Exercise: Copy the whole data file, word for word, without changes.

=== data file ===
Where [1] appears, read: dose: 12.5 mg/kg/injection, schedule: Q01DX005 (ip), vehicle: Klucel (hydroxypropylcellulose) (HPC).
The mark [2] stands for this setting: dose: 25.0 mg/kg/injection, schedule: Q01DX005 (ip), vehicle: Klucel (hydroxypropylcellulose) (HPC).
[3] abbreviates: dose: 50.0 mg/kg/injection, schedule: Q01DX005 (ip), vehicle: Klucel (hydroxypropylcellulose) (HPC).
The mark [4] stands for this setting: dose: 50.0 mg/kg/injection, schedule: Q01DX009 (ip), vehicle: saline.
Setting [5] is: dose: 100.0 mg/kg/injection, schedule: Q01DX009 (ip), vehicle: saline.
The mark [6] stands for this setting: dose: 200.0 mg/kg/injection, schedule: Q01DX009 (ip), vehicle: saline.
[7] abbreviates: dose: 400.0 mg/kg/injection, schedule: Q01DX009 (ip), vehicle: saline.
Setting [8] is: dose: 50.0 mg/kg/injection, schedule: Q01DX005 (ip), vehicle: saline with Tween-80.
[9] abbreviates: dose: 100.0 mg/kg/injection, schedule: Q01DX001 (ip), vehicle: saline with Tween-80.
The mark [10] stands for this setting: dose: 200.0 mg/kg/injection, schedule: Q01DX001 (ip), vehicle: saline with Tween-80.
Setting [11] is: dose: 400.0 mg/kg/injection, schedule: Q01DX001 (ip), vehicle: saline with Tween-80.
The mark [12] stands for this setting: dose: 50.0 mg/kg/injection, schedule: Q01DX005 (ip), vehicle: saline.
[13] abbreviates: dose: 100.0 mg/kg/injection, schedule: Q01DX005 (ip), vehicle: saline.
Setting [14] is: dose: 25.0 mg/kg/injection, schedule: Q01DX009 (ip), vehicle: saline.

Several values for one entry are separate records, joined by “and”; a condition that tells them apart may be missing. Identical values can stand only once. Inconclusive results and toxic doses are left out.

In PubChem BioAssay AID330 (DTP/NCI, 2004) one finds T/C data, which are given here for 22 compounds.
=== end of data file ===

Where [1] appears, read: dose: 12.5 mg/kg/injection, schedule: Q01DX005 (ip), vehicle: Klucel (hydroxypropylcellulose) (HPC).
The mark [2] stands for this setting: dose: 25.0 mg/kg/injection, schedule: Q01DX005 (ip), vehicle: Klucel (hydroxypropylcellulose) (HPC).
[3] abbreviates: dose: 50.0 mg/kg/injection, schedule: Q01DX005 (ip), vehicle: Klucel (hydroxypropylcellulose) (HPC).
The mark [4] stands for this setting: dose: 50.0 mg/kg/injection, schedule: Q01DX009 (ip), vehicle: saline.
Setting [5] is: dose: 100.0 mg/kg/injection, schedule: Q01DX009 (ip), vehicle: saline.
The mark [6] stands for this setting: dose: 200.0 mg/kg/injection, schedule: Q01DX009 (ip), vehicle: saline.
[7] abbreviates: dose: 400.0 mg/kg/injection, schedule: Q01DX009 (ip), vehicle: saline.
Setting [8] is: dose: 50.0 mg/kg/injection, schedule: Q01DX005 (ip), vehicle: saline with Tween-80.
[9] abbreviates: dose: 100.0 mg/kg/injection, schedule: Q01DX001 (ip), vehicle: saline with Tween-80.
The mark [10] stands for this setting: dose: 200.0 mg/kg/injection, schedule: Q01DX001 (ip), vehicle: saline with Tween-80.
Setting [11] is: dose: 400.0 mg/kg/injection, schedule: Q01DX001 (ip), vehicle: saline with Tween-80.
The mark [12] stands for this setting: dose: 50.0 mg/kg/injection, schedule: Q01DX005 (ip), vehicle: saline.
[13] abbreviates: dose: 100.0 mg/kg/injection, schedule: Q01DX005 (ip), vehicle: saline.
Setting [14] is: dose: 25.0 mg/kg/injection, schedule: Q01DX009 (ip), vehicle: saline.

Several values for one entry are separate records, joined by “and”; a condition that tells them apart may be missing. Identical values can stand only once. Inconclusive results and toxic doses are left out.

In PubChem BioAssay AID330 (DTP/NCI, 2004) one finds T/C data, which are given here for 22 compounds.